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TimeSplitters developer Free Radical Design has been reformed by its original founders.
Publisher Deep Silver and its parent company Embracer Group announced on Thursday that the studio had been established as a new company in Nottingham by Steve Ellis and David Doak, who were two of the original company’s four founders and key developers behind its games.
Free Radical will now bring the TimeSplitters IP “back to life”, but development on a new game has not yet started.
“We have more market-demand driven opportunity via innovative concepts, dormant IP’s, licenses and other business opportunities than we have the development capability to execute,” said Embracer Group.
“Thus, the ambition is to further expand our creative engine through increased headcount, both organically through scaling up existing studios and also by adding new talented studios to the Group.
“In this context, we are happy to announce the formation of a new studio, Free Radical Design, based in Nottingham, UK. This Deep Silver studio will bring the much-loved TimeSplitters IP back to life. Key original members include founders Steve Ellis and David Doak. This highly respected team has a 22-year heritage of making AAA-products.”
Deep Silver added: “This is an exciting first step in the process; development on a new game has not yet started and we will update you when we have more news to share.”
Steve Ellis, who was the co-director of TimeSplitters, said of the news: “To finally be able to confirm that the studio has been formed and that we have a plan for the next TimeSplitters game is incredible. While we cannot tell you anything more at the moment, we look forward to sharing information in the future.”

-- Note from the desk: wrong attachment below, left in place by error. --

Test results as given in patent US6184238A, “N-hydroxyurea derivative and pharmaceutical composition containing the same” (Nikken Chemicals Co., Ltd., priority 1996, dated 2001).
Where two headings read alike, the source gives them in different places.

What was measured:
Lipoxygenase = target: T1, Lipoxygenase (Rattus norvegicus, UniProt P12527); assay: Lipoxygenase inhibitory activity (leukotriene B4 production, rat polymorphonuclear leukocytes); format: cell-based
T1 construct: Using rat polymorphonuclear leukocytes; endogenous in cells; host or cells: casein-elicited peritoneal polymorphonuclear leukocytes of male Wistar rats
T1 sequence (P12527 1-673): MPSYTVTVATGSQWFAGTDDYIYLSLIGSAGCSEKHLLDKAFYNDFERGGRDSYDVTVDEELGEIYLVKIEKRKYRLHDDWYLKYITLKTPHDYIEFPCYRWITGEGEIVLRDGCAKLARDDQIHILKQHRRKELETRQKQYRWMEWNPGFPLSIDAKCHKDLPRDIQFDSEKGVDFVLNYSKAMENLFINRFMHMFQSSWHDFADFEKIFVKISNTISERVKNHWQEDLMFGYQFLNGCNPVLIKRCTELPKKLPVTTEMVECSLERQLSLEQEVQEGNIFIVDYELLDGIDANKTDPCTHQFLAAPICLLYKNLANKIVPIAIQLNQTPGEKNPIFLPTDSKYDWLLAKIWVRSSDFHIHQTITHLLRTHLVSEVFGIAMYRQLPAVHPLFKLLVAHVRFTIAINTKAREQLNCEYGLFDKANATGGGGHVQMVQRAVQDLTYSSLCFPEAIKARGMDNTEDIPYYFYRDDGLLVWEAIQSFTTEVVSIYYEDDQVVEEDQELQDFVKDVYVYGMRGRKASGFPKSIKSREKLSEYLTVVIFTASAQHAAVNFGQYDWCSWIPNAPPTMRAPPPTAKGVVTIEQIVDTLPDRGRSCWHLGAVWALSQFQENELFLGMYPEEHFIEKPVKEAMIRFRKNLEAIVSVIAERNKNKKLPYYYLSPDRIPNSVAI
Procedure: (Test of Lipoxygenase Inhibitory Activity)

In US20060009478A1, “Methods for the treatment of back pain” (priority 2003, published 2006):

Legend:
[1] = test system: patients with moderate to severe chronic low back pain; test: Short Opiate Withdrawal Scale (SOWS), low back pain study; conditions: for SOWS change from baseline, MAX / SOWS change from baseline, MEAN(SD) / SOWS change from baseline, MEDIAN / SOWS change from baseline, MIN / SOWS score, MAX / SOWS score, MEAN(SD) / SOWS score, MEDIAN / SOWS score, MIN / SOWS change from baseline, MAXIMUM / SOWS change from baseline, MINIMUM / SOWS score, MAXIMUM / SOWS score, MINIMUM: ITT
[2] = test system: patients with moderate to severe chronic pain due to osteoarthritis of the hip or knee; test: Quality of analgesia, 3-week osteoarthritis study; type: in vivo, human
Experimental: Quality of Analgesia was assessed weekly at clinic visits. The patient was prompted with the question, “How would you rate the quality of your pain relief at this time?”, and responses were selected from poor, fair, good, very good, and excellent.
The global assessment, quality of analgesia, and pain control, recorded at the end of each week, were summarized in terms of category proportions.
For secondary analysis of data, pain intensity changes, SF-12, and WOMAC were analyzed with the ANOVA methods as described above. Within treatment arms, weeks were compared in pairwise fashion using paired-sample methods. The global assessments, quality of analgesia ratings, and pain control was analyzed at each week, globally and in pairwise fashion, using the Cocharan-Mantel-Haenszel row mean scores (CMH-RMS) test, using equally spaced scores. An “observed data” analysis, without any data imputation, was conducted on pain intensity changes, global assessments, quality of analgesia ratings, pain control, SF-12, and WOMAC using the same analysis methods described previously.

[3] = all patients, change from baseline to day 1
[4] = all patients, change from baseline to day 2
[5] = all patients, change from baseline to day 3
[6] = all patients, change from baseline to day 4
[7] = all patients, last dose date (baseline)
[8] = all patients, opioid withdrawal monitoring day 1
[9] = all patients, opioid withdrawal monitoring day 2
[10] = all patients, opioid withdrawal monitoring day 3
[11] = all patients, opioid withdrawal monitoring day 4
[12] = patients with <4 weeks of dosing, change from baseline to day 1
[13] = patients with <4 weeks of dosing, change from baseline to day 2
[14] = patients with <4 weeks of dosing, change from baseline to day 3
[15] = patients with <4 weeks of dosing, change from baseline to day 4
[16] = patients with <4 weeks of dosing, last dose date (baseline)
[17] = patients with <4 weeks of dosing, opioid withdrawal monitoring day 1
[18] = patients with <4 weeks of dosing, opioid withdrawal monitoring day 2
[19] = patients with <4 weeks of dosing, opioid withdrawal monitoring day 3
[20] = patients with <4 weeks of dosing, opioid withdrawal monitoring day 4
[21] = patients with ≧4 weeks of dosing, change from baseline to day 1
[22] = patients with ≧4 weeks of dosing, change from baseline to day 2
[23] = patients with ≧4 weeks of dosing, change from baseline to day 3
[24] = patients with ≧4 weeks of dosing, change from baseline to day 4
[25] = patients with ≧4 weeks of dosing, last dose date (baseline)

Free Radical Design was formed in 1999 and developed the TimeSplitters series and Second Sight. Following the disappointing reception of Haze and a cancelled Star Wars: Battlefront project, the studio went bankrupt in 2008.
What remained of the company was later saved by Crytek and rebranded, and worked on the Crysis series, Warface and Ryse: Son of Rome. In 2014, it was acquired by Deep Silver and became Deep Silver Dambuster Studios. In 2016 it released its last major project, Homefront: The Revolution.
Dambuster Studios still operates within Deep Silver and has around 150 employees, according to LinkedIn. There’s no suggestion in Thursday’s release that Dambuster will be involved in the new Free Radical company.
TimeSplitters owner THQ first indicated in 2019 that it was planning a future instalment in the series, with the hiring of original co-director Steve Ellis to “help plot the future course for [the] franchise”.
Koch and its Deep Silver publishing label were acquired by THQ Nordic in February 2018 and the group purchased the TimeSplitters property in August of the same year, along with another Free Radical developed title, Second Sight.
“We are hugely excited to have acquired Timesplitters,” Koch Media CEO Klemens Kundratitz said at the time.
TimeSplitters co-director Steve Ellis later told VGC he had “unfinished business” with the FPS series and that the chance to revive it was “hard to ignore”.
“It was a series that was ahead of its time, from the days when shooters were all brown and games weren’t online,” he said. “It feels like it’s time has now come, so the opportunity to work on it was hard to ignore.”
Another of Free Radical’s original founders, composer Graeme Norgate, recently became a free agent but has yet to confirm any involvement with the new Free Radical.